Real pay cut for millions of lower and middle paid workers, TUC analysis reveals

By agency reporter
August 11, 2019

Millions of employees in lower-paid and middle-income jobs have had real pay reductions over the last decade, according to new analysis published by the TUC.

The analysis looks at how occupational hourly pay has changed. It shows that, although the very lowest paid have benefited from minimum wage rises, millions of other workers in low and middle-income jobs have had real pay reductions since 2010.

Lowest earners (7.1 million people)

Real pay for workers in jobs paying less than 75 per cent of median pay (less than £9.55 an hour) has increased by five per cent since the turn of the decade (2010-2018).

But this increase is just half the rate of the prior period (2002-2010), when pay for this group rose at twice the rate (10 per cent).

The TUC says that the rise of five per cent is largely due to the positive impact of raising the National Minimum Wage faster than inflation.

Low-to-middle earners (7.7 million people)

Real pay for workers in jobs paying between 75 per cent and 100 per cent of median pay (between £9.56 and £12.73 an hour) has fallen by one per cent since 2010.

This reduction compares to a rise of seven per cent for this group between 2002 and 2010.

The TUC says that the negative impact of austerity on the economy, along with a lack of collective pay bargaining rights, are largely to blame for low-to-middle earners suffering this loss of living standards.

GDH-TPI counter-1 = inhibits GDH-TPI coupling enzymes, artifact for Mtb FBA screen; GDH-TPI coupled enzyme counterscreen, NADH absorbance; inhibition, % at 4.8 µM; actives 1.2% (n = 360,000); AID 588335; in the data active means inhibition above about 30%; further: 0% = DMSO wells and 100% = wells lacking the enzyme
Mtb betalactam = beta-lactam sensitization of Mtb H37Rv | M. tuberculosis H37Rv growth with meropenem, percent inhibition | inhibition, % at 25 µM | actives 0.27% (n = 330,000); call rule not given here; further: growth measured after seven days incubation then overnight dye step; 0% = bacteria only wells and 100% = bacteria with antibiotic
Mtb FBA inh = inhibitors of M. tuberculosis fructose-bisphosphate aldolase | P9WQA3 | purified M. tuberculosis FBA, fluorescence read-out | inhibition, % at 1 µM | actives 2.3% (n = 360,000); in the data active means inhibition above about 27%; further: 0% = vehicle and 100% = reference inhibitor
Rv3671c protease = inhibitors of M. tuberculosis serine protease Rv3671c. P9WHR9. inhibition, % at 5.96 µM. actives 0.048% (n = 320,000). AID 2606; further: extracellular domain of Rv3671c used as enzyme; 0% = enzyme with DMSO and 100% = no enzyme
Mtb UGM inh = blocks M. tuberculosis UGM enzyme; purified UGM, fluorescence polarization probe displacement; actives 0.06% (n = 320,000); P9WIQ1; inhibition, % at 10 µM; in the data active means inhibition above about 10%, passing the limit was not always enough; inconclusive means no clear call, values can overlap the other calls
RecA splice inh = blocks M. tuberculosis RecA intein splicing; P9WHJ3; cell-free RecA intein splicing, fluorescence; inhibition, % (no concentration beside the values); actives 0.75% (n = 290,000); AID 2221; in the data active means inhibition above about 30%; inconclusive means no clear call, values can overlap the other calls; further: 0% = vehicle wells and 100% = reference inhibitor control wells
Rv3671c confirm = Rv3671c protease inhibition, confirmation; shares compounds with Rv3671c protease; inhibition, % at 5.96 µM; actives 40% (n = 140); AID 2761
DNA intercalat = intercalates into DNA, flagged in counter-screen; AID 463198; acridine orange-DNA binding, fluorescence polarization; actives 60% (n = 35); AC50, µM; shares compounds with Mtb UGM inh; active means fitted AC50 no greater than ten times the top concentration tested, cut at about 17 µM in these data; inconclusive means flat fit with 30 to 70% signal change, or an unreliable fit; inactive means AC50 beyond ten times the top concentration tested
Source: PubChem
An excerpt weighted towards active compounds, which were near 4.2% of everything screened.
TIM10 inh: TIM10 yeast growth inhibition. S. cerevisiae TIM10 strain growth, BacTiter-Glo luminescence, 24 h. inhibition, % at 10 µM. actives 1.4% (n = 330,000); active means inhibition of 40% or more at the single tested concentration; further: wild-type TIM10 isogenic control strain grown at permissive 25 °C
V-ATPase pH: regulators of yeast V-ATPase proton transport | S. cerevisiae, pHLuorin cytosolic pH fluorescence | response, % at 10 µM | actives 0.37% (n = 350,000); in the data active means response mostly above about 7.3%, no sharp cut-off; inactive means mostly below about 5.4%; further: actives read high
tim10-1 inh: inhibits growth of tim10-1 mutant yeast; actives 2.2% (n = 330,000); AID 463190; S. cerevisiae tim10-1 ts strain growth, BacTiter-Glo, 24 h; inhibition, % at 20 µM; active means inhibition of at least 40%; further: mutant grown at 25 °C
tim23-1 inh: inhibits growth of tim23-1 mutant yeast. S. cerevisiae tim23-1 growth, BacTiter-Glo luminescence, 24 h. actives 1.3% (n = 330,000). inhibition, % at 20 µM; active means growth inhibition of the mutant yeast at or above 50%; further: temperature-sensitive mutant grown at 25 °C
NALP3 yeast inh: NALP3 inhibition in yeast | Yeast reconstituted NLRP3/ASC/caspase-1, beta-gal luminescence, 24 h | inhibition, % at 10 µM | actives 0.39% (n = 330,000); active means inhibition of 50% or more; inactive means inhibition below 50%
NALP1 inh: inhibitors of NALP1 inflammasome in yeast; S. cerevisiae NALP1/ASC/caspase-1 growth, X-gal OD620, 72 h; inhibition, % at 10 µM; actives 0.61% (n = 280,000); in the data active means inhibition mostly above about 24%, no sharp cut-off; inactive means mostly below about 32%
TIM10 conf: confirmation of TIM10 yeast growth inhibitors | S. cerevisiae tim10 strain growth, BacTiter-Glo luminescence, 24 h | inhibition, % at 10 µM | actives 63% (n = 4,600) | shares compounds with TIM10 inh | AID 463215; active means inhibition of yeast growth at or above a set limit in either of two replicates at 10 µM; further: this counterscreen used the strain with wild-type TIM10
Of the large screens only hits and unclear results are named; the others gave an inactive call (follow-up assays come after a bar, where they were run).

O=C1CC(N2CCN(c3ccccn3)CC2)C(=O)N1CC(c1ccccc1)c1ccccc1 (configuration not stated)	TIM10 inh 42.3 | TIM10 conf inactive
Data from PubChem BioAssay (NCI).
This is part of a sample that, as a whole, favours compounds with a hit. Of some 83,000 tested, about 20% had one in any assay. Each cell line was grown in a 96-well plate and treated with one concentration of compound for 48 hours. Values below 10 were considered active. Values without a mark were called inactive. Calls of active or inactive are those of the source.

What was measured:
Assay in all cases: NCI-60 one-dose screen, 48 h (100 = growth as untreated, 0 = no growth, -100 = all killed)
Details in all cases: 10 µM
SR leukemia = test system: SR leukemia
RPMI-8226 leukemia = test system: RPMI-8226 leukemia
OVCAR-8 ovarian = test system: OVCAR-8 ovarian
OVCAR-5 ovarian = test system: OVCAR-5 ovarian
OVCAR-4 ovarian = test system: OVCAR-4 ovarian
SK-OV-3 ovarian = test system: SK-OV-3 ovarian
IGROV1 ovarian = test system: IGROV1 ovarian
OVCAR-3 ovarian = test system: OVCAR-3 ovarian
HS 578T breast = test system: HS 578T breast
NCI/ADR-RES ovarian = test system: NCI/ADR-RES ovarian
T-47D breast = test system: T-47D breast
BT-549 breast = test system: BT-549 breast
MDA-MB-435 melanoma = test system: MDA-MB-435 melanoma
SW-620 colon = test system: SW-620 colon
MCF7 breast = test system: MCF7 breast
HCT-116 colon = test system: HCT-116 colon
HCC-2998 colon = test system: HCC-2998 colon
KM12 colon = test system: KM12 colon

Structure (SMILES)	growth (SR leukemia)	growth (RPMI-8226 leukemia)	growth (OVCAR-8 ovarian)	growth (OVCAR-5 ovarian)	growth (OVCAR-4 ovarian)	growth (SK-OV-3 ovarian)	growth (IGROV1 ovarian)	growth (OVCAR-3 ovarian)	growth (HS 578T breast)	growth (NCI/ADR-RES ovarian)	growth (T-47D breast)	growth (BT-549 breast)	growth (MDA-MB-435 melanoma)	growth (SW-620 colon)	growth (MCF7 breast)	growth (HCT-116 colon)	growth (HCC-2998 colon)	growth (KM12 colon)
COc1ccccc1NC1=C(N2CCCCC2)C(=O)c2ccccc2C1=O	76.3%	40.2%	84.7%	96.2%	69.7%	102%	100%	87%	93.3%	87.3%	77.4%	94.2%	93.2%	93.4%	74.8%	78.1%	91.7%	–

Middle-to-high earners (11.5 million people)

Real pay for workers in jobs paying between 100 per cent and 200 per cent of median pay (between £12.74 and £25.45 an hour) has fallen by three per cent since 2010.

The TUC says that this shows that middle-class earners have shared the negative impacts of austerity on living standards alongside those in working-class jobs; and they have common cause in needing stronger pay bargaining rights.

Highest earners (1.3 million people)

Real pay for workers in jobs paying more than twice median pay (over £25.56 an hour) has increased by four per cent since 2010.

While the percentage rise is slightly behind the lowest earners, the cash increases are much higher than for any other workers.

The TUC says the findings of this analysis show that austerity has had a bigger impact on many working-class jobs than higher-paid work. And without stronger pay bargaining rights, it will be very hard for those workers to gain fairer pay. On average, pay for union members was 7.9 per cent higher in 2018 than for non-unionised workers in comparable jobs. 

The findings also show that women, and black, Asian and minority ethnic (BAME) workers are more likely to be in lower-paid work.

The proportion of the overall workforce that is female is 49 per cent. But women account for 64 per cent of the lowest earners (those paid less than 75 per cent of average pay) and just 39 per cent of those in jobs paid at least twice average pay.

The BAME proportion of the overall workforce is 12 per cent. But BAME workers account for 15 per cent of the lowest earners, and just 10 per cent of the highest earners.

TUC General Secretary Frances O’Grady said: “Every job should pay a fair wage that keeps up with the cost of living. But many people in working-class jobs have had their real pay cut, while the best paid got rises.

“It’s not right that people who have slogged away for a decade to rescue Britain from the banking crisis are still paying the price. Working-class values like hard work should be rewarded with decent pay and security.

“The government should concentrate on rebuilding good working-class jobs with decent pay. We need a new deal at work with stronger rights, starting by giving everyone the right to be represented by a union so they can bargain for better pay.”

* Trades Union Congress https://www.tuc.org.uk/

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